However, speaking with the western press in English, Zaki’s comments took on a decidedly more moderate tone, echoing standard Palestinian talking points.

Speaking with the Algemeiner Journal by telephone, Zaki evaded the issues raised by his statements about a “greater goal,” saying that “the main task is to have an independent state in the borders of 1967 with Jerusalem as the capital…and [to] solve the problem of refugees and in the same time to have our right to make democracy to [gain] self determination for the Palestinian people.”

When asked directly if he had been referring to the so-called phased plan, Zaki stated, somewhat unclearly, that “it depends on whether Israel is willing to deal with us as a state in the 1967 borders because this is what we have signed on since Oslo.”

Zaki also spun his comments regarding the end of Israel, reframing them to refer to the end of Israeli occupation of the disputed territories. An Israeli withdrawal, he asserted “will mean the end of the Israeli occupation, not Israel as a whole state within the 1948 borders.”

He was also adamant in his support for President Abbas’ assertion that the Palestinians do not intend to recognize Israel as a Jewish state. The Palestinian Authority “will not,” he averred, “recognize Israel as Jewish. We need it as a Palestinian state and an Israeli one, not a Jewish state.”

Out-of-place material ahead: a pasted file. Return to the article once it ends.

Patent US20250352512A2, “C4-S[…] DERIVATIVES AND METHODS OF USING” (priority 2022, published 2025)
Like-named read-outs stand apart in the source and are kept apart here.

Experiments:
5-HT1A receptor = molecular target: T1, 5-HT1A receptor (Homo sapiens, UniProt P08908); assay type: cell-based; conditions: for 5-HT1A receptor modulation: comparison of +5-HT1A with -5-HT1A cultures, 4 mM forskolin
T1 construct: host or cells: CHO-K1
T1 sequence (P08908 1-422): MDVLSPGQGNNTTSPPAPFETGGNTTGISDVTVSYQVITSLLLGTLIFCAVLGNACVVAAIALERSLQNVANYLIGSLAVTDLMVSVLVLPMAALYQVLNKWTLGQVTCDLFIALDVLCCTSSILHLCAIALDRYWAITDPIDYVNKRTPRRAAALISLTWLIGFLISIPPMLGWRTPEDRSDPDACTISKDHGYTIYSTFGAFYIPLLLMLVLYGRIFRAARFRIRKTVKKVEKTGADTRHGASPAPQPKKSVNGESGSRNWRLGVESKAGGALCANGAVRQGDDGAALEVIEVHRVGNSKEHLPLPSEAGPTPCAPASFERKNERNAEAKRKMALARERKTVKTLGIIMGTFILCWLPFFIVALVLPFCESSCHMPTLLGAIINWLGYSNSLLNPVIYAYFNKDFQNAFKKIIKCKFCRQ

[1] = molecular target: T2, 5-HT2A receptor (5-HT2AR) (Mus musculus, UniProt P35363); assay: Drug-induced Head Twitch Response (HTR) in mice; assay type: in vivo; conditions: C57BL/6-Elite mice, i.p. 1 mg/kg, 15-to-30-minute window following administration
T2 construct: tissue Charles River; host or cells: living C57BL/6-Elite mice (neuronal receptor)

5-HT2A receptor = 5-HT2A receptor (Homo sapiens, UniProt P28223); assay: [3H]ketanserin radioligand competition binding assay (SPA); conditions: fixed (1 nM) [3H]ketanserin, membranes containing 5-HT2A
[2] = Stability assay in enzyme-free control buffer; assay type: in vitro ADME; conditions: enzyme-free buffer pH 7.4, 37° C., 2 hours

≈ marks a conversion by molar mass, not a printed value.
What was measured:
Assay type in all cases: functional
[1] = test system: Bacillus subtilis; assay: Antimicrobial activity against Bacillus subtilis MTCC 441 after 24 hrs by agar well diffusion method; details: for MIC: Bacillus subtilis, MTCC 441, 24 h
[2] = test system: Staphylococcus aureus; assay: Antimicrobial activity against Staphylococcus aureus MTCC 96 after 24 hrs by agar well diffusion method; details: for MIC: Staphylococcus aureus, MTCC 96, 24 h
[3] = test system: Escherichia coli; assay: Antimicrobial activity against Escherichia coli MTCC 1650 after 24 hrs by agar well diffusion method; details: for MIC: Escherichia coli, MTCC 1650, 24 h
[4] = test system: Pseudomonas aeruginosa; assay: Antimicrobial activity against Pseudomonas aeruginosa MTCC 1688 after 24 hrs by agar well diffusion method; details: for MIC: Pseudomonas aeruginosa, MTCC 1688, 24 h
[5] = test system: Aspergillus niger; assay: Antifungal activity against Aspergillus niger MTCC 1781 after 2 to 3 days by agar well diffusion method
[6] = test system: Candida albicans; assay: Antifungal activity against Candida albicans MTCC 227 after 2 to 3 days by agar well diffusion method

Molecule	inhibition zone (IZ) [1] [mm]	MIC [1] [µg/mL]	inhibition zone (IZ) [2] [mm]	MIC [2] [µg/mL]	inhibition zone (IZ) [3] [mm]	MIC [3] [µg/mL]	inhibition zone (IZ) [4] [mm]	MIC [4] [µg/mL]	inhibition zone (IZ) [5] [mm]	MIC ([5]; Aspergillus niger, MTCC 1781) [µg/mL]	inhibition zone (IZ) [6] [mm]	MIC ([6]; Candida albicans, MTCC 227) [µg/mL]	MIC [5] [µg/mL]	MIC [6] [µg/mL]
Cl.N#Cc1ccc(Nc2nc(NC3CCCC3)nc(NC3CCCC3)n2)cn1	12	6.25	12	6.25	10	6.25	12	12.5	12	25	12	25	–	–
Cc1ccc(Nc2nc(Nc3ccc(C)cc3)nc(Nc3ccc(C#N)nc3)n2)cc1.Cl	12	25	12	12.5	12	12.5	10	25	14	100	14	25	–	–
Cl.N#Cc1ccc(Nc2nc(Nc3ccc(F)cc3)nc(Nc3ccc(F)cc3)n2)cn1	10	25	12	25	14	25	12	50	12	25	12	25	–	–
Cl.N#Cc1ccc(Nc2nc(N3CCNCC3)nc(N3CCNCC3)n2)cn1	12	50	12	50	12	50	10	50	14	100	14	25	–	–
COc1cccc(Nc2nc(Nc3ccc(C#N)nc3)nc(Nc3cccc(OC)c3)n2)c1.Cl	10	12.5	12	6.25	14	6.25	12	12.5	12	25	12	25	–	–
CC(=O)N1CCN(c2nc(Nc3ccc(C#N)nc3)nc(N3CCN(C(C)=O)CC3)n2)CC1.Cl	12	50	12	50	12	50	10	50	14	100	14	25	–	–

Explaining his reasoning, he compared a Israel as a Jewish state to a Muslim Palestinian state. Such a state would be contrary to democratic principles, he announced, despite the fact that the current form of Palestine’s draft constitution enshrines Islamic law as the basis for the nascent country’s legal code.

“I deal with Israel, not in religion. Jewish is different, Zionist is different.”

“Palestinians can live with [both] Jewish and Christian,” he said in a comment at odds with that of Palestinian envoy to Washington Maen Rashid Areikat, who recently told reporters that Jews and homosexuals would not be allowed to live in any future Palestinian state.

However, Zaki stated, the “ambassador is wrong because if any Jewish [sic] want to be Palestinian and [accept] the rule of Palestine, why not, but not Israel[is], not settlers.”

However, a spokesman for Zaki called the Algemeiner Journal soon after this interview to qualify the Central Committee member’s point, saying that Zaki “has not heard of such a statement” by Areikat.

Returning to the issue of recognition of the Jewish character of the state of Israel, Zaki explained that “the main problem would be about the 1948 Arab Israelis.” According to Zaki, recognition of Israel would be tantamount to endorsing, and even causing, ethnic cleansing.

“We do not have to recognize Israel as a Jewish state,” he said, “because we will be renouncing or we will be taking the right [to live in Israel] away [from Israeli Arabs] as well as the right of refugees [to return to their homes]. It is not up to us to make that call or decision. It is not our right to change the self determination right for people.”

Recognition of Israel as a Jewish state, he asserted, “would mean the 1948 people that live in Israel right now will have to give up Israel and come in to the West Bank and Gaza, or just get out of Israel.”